I clicked on the link Slade posted on the class blog, thinking that maybe I could get some quick technical ideas for portraits, but I've spent more than an hour on his site. And I'm not done. His portraits...they're amazing. They're beautiful. I feel like I'm looking at his images with my heart and not my eyes.
They make me laugh. They make me cry. They break my heart and stick it back together in odd ways that I love. I could stare at each of them for...for forever. They bring me in immediately, but then I want to stay, and just stare. I love them on the surface. I love them even more the more I look at what's beneath it. They aren't afraid. They don't hold back. They're completely open and stunning and make me hold my breath and then breathe too much. They make me think, "I want to do that. I could be happy with that if it's all I did for every second of every minute of every day for the rest of my life."
He gets it. He captures exactly what I want to capture. He knows his stuff. He's talented. He's worked hard. But that technical skill meets some kind of incredible passion for what he does, and suddenly his images come alive for me. They breathe. There is something there that is so human about them that it's almost scary. It's not just the person in the photo that wakes up. It's the image as a whole.
I love those moments when everything you love in the world hits you at once. I look at his portraits and I see theater. I see cracking open and offering your heart to the world, even though you're terrified of doing so. I see vulnerability. I see poetry. I see words that wind around in your head and glide off your tongue. I see that you can create powerful images even if you don't specifically spell them out on paper, glossy or otherwise. I see music. Harmonies in light patterns and shutter speeds. I see people.
I see individuality. No two of these people look the same to me. Sure, some photographs are similar, but there is also such a difference in them. Look at their eyes, and suddenly they're not only just different people, it's like they're different species.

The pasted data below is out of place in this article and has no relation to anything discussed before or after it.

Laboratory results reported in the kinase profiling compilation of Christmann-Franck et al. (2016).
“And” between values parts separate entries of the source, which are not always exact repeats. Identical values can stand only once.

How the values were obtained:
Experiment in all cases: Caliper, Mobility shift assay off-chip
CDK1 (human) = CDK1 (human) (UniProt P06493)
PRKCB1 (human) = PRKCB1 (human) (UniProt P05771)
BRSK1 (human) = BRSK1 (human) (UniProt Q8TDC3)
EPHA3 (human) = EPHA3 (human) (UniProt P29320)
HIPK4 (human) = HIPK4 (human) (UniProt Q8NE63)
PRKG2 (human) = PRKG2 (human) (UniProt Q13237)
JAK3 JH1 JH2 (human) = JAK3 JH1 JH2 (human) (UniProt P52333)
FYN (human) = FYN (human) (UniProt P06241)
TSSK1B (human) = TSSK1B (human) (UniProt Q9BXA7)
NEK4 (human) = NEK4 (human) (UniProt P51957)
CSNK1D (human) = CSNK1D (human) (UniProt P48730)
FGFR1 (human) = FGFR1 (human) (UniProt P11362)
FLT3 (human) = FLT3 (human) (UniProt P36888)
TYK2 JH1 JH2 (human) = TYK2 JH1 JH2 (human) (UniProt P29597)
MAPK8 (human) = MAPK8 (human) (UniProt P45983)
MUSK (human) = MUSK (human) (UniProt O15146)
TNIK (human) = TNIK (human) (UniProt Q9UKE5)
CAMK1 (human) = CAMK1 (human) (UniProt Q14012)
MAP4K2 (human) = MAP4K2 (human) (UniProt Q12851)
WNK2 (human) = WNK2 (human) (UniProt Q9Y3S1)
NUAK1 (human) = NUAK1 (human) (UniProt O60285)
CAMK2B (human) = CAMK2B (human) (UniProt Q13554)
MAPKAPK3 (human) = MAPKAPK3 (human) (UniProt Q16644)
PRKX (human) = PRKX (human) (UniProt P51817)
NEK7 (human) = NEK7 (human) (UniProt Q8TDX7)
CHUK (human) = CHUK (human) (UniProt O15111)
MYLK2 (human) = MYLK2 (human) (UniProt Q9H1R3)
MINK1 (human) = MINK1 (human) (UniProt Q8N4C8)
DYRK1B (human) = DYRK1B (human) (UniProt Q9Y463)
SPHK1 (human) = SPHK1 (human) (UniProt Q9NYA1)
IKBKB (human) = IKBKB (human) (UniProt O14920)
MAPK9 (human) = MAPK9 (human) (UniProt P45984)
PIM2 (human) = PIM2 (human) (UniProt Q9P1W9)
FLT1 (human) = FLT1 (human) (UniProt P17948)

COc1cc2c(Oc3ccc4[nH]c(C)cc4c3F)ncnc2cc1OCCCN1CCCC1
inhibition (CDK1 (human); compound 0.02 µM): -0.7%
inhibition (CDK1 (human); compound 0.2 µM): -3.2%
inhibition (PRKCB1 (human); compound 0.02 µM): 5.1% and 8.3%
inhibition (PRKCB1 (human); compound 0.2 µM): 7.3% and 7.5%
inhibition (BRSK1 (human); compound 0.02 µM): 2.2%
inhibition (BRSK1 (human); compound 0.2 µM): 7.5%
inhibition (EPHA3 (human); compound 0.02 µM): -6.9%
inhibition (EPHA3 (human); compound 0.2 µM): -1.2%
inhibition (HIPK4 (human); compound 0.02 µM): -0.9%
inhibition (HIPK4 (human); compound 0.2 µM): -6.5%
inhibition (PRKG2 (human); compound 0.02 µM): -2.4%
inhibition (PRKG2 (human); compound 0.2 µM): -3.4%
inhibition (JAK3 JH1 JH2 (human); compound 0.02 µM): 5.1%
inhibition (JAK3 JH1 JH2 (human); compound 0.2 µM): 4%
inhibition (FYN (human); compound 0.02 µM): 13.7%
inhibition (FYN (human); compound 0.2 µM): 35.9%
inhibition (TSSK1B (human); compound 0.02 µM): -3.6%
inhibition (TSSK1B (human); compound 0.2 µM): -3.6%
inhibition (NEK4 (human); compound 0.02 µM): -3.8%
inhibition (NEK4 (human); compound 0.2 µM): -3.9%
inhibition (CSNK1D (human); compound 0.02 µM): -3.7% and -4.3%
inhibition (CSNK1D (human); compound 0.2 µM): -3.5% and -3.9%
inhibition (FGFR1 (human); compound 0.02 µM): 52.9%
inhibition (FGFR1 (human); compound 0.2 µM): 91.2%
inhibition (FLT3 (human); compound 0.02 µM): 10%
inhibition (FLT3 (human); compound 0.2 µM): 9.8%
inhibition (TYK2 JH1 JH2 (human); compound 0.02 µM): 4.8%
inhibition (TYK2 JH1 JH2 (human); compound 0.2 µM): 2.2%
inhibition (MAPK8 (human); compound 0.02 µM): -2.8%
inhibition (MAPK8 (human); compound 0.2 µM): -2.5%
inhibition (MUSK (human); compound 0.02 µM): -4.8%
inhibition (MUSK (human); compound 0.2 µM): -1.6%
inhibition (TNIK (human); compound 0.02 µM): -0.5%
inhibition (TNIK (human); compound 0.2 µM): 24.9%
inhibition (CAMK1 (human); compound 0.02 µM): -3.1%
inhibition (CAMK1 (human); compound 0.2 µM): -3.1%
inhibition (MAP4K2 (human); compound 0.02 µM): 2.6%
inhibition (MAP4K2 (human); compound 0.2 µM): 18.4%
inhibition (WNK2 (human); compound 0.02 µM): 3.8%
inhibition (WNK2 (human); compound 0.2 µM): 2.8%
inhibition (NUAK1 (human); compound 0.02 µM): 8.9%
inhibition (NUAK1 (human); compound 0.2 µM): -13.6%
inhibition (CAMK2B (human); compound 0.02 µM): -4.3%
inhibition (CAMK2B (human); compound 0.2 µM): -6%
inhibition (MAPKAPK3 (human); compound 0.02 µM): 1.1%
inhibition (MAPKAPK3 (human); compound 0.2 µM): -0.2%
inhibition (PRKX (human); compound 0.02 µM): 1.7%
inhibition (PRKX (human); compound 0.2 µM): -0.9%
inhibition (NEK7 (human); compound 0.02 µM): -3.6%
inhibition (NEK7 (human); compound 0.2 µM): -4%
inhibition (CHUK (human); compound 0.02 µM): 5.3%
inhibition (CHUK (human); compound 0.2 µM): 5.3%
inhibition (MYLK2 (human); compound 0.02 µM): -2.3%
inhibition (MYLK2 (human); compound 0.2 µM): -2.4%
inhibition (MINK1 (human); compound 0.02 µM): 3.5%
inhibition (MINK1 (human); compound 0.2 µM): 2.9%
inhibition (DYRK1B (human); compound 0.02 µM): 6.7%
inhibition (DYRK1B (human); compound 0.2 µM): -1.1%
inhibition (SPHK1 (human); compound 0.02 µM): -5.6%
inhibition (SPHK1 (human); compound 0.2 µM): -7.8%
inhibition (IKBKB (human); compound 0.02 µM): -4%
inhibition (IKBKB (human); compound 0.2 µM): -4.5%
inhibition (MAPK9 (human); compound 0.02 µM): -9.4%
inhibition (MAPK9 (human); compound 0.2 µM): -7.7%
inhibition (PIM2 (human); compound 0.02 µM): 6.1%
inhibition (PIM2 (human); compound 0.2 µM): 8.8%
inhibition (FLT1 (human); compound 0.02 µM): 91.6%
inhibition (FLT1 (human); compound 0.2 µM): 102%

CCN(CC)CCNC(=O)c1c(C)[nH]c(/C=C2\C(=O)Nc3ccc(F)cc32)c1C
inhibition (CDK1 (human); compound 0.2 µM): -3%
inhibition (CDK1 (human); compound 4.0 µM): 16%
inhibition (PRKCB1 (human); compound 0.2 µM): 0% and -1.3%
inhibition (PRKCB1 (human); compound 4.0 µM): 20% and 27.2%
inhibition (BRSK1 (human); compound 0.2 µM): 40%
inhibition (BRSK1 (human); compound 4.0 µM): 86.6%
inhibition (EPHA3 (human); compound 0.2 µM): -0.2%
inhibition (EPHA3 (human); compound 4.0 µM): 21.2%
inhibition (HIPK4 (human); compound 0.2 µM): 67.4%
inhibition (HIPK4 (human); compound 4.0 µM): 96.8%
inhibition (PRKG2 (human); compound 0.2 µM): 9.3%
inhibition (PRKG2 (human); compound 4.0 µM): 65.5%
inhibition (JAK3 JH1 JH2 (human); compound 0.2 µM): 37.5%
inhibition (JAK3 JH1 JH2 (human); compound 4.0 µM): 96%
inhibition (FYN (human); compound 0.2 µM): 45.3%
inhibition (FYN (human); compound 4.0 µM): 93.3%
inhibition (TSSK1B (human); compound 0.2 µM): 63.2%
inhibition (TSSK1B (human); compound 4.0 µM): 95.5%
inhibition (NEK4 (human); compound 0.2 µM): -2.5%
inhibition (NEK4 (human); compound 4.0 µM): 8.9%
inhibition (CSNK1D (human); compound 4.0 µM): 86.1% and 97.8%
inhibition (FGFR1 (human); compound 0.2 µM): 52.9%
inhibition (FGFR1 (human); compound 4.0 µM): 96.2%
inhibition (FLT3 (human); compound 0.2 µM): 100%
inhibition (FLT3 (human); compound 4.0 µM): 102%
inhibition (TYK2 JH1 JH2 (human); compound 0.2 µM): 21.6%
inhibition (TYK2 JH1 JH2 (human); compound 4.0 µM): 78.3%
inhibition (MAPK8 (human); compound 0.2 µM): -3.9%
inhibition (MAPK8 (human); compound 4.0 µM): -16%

I think Richard Avedon was really successful at getting people to open up to him, and that's something I could work on with this assignment. I need to stop saying, "Okay, we're going to do this and this and this to you, so you look ____." I don't need to put make up and clothes on people and tell them how to act. I have to get rid of all that. I need to tell people to wear their skin, and then I need to talk to them. I want to set up my images to some extent, but then I also want them to be candid. I want them to be real.
I am so exited for this assignment. I love portraits. Duh. But I really do, and I will say that to the point of annoyance for the rest of forever. But there is so much in them. I think they say things other photographs can't. Because no matter how amazing your image of a flower, or a mountain, or even a blackbird is, it won't ever mean anything to that flower, to that mountain, or to that little bird. A plant doesn't look at a photograph. Maybe you feel like a landscape speaks to you. But it's never going to open its mouth and say, "Look. It's a photograph of something like me."
But a person can.
And people do. I look and these and there is immediately something I can identify with. I'm connected to that person, even though I don't know who most of them are, and even though I've never met any of them. What is the point of taking a photograph unless it speaks to someone?
I think that's what I've been struggling with most this term. I've been generally happy with my work. It's technically sound. But I feel like that's where it ends. I want more than that. I want the pure emotion I see in Avedon's photography. I want people to look at my images, and have the same reaction to them that I've had with Avedon's photography.